Avoiding overfitting is one of the most important components of training your Machine Learning model. If the model is overfitting, it will have low accuracy. This occurs when your model is attempting to capture the noise in your training dataset far too hard. By noise, we indicate data points that aren’t truly representative of your data’s true properties but are instead random chance.
This is a simple linear regression relationship. The learned relation is denoted by Y, while the coefficient estimates for various variables or predictors are denoted by (X).
A loss function known as the residual sum of squares (RSS) is used in the fitting procedure. The coefficients are chosen in such a way that the loss function is minimized.
Now, the coefficients will be adjusted based on your training data. If the training data contains noise, the computed coefficients will not generalize well to subsequent data. This is when regularization enters the picture, shrinking or regularizing the learned estimations approaching zero.
The main difference between this variant and ridge regression is that it penalizes high coefficients. As a penalty, it employs modulus rather than squares of β. This is referred to as the L1 norm
In a specific problem, there are two parameters. The ridge regression can be written as β1² + β2² ≤ s. This means that for all points within the radius defined by β1² + β2² ≤ s, ridge regression coefficients have the minimum loss function.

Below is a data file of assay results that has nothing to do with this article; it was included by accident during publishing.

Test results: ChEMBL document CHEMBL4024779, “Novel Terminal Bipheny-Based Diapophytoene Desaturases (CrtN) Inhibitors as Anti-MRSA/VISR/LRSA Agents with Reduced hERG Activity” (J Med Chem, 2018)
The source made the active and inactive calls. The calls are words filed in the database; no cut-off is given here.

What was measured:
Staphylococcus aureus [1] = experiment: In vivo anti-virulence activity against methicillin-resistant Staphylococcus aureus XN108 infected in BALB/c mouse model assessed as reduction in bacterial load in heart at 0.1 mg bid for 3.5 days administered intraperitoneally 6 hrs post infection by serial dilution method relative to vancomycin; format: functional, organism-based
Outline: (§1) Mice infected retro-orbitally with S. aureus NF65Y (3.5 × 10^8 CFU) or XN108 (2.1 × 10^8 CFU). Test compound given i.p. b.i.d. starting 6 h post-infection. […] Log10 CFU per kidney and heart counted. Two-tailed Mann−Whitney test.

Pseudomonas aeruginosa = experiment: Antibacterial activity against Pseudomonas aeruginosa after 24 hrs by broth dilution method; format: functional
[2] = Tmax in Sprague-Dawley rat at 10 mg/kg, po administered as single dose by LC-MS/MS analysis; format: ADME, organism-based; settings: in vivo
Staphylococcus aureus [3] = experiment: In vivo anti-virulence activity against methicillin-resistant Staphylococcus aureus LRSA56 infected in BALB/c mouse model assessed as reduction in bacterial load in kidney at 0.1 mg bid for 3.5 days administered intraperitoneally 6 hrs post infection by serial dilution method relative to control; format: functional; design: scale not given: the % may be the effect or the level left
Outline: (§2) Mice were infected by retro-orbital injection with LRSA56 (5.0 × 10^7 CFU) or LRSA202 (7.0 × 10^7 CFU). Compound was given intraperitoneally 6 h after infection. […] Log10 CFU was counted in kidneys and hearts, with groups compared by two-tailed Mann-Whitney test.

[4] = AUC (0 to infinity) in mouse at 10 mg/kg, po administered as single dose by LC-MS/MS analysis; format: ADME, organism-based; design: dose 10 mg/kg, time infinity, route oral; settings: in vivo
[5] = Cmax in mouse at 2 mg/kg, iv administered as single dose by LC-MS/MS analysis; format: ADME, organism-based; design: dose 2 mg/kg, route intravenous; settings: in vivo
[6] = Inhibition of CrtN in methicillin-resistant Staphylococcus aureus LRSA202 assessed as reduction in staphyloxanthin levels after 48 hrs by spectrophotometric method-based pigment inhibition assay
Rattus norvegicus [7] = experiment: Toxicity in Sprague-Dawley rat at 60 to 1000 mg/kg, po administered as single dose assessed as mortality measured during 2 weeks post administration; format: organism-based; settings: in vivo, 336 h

Similarly, the equation for lasso became |β1|+|β2|≤ s. This means that for all locations within the diamond defined by |β1|+|β2|≤ s, lasso coefficients have the smallest loss function.
Increases in a model’s coefficients reflect increased flexibility, and if we wish to minimize the aforementioned function, these coefficients must be small. The Ridge regularization techniques in Machine Learning prevent coefficients from becoming too high in this manner.
This is where cross-validation comes conveniently. The L2 norm refers to the coefficient estimates derived by this procedure.
When we multiply each input by c, the corresponding coefficients are scaled by a factor of 1/c, hence the coefficients produced by the traditional least-squares approach are scale equivariant. As a result, the multiplication of predictor and coefficient remains the same regardless of how the predictor is scaled.
The model interpretability of ridge regression is a clear disadvantage. The coefficients for the least important predictors will be reduced to almost zero. However, they will never be exactly zero. In other words, all predictors will be included in the final model.
When the tuning parameter is large enough, the L1 penalty, in the case of the lasso, has the effect of driving some of the coefficient estimates to be exactly equal to zero. As a result, the lasso approach accomplishes variable selection as well as producing sparse models.
Data regularization is a handy strategy for increasing the precision of your regularized models.